I don’t recall ever having met Chicago-based Matt Jencik, but given the title to his track “Conservative Fucks,” it’s clear that he’s spent some time with each of my coworkers…

Surely the song isn’t meant to be explicitly political. Music should transcend the daily minutiae, pondering the big truths while spin peddlers bicker about the little ones. Let the Republican party figure out how to distinguish RomneyCare from ObamaCare, while the rest of us clear away the static with music. But hear the track’s dark reverberations and the excavated voices, those sinister hues and the noise. This is the sound of an echo chamber, and just before we scramble around for some speech recognition software, it fades quickly to black. Suspend judgement on whether or not this is accidental until the second listen.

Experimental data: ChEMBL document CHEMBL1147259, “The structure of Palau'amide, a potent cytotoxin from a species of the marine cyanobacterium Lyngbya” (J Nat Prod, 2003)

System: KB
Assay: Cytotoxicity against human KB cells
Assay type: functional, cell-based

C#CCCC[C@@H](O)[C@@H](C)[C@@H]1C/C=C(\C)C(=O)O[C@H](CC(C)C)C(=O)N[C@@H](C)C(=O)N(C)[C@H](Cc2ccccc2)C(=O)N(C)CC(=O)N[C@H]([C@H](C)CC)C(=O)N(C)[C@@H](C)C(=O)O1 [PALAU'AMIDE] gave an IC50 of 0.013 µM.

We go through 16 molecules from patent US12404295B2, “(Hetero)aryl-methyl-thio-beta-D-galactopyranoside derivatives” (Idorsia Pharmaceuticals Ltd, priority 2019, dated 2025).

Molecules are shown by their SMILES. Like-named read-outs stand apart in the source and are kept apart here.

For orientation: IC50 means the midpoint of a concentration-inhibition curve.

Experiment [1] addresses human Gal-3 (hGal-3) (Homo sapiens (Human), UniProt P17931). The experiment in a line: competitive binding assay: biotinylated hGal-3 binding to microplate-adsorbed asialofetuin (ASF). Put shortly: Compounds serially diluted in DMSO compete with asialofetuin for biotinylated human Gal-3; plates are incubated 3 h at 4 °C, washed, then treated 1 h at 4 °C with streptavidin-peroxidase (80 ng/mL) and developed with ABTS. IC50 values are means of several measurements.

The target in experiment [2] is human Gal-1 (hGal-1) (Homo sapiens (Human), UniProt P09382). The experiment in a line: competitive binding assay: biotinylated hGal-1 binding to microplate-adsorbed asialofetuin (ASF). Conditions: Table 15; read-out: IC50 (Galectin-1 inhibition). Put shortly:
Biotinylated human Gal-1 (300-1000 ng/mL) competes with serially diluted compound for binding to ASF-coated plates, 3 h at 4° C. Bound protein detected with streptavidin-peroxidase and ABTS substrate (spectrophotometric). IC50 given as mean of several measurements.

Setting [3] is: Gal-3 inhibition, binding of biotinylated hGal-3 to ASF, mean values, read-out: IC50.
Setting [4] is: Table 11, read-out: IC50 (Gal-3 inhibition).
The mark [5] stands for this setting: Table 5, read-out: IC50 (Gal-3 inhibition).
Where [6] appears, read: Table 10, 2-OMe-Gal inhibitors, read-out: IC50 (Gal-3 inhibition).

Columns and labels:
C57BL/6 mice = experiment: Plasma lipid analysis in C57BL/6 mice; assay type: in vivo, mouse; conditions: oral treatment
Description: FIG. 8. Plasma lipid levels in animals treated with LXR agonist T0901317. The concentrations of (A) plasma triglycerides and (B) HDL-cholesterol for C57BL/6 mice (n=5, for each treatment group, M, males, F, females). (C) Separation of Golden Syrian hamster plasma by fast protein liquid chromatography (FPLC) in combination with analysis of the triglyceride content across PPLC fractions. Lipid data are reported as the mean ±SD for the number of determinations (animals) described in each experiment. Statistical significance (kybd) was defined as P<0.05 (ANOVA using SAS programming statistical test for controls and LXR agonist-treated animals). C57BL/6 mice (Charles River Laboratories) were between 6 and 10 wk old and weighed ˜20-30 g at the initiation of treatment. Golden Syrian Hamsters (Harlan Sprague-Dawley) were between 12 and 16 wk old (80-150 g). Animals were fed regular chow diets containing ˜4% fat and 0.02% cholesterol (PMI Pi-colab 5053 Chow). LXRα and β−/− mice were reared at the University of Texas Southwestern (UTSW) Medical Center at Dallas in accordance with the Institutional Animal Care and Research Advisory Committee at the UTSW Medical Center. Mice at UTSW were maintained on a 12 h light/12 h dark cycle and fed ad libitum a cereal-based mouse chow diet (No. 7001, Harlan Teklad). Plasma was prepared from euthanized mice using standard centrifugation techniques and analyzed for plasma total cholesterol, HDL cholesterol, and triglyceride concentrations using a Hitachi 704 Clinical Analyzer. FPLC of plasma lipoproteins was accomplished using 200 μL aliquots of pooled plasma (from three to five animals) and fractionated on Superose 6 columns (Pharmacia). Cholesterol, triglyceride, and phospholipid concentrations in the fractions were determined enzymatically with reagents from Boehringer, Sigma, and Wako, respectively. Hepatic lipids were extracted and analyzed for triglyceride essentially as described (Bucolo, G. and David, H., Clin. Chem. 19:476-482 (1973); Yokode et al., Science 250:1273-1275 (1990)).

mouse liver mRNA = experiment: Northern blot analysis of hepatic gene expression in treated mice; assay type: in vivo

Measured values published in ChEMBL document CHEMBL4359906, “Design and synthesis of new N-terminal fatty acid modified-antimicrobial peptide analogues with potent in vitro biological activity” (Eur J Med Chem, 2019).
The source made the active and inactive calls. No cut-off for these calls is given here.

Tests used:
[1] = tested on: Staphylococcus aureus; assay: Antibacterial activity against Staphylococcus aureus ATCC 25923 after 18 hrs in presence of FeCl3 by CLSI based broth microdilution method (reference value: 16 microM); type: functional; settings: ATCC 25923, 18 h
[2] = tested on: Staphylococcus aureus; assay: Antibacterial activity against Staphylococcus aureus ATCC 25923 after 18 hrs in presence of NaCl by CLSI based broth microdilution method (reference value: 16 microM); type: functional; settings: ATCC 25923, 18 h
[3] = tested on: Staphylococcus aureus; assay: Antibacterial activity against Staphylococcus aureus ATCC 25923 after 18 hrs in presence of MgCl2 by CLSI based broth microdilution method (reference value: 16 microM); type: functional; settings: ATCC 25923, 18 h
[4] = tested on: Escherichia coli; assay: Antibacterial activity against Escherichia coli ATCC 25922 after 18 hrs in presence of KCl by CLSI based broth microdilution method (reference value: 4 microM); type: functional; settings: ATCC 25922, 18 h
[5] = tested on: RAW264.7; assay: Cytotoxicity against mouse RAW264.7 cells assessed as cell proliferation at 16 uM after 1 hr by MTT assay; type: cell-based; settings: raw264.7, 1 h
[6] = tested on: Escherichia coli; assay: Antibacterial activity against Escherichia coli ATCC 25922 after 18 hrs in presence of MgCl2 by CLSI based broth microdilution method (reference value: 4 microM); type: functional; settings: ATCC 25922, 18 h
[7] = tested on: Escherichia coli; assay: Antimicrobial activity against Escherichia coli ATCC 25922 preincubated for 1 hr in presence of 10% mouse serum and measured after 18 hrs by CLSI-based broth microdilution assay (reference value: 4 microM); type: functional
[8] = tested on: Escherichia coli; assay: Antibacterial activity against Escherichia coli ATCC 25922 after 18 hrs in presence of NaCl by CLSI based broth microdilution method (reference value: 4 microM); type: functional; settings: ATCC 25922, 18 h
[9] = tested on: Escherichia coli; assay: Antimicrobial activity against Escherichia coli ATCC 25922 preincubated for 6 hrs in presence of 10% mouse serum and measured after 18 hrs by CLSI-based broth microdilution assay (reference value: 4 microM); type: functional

“Conservative Fucks” is the first of two tracks that Jencik contributed to his three:four records split EP with Jeremy Lemos. Lemos is one half of White/Light, and Jencik, a member of Implodes. The EP marks the solo debut for both artists.

The album begins with Lemos composition “Out With the Old.” First, a black-and-white drone prologue, which lifts into color with one or more of his analog pets. (This blog post for example recommends the Ekdahl Moisturizer. Only follow the link when you have an hours for watching demos, because you’ll want to see them all.) An organ tone rises from the primordial surf, and now a string profile does. It all grows somewhat industrial at the turn-around, especially that aluminum-pipe organ effect and the celestial, key-borne wah-wah. Lemos’ synthesizer is strikingly forward, without fully lapsing into promiscuity. Jencik’s second contribution is “Hollow Bodies,” another lively double entendre that is probably best left unresolved. Brief and beautiful, this is six minutes of note-ambiguous shadows; out-of-time, perhaps out-of-body composing; and regret distilled to its echoes.

At a running time of 19 minutes, we should both adjourn now, and listen. Jeremy Lemos + Matt Jencik – split series vol. 5 is available in a “one-time pressing of 300 hand-numbered copies.”